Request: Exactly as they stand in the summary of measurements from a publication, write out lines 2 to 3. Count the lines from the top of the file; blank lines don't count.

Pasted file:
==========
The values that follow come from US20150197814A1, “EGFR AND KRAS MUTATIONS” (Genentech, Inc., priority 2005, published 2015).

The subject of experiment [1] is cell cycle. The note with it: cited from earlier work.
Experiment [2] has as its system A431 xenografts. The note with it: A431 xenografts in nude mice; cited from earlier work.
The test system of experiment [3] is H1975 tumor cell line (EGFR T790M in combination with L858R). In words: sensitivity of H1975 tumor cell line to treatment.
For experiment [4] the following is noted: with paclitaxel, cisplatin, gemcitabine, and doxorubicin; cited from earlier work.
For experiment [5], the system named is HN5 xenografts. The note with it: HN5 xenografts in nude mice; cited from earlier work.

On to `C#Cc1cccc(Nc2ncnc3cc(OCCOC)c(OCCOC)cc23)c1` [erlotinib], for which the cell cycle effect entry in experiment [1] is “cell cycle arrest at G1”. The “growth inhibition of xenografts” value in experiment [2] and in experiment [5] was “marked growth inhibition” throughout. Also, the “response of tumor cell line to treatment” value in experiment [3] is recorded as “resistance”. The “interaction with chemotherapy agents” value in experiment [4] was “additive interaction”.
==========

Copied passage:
The subject of experiment [1] is cell cycle. The note with it: cited from earlier work.
Experiment [2] has as its system A431 xenografts. The note with it: A431 xenografts in nude mice; cited from earlier work.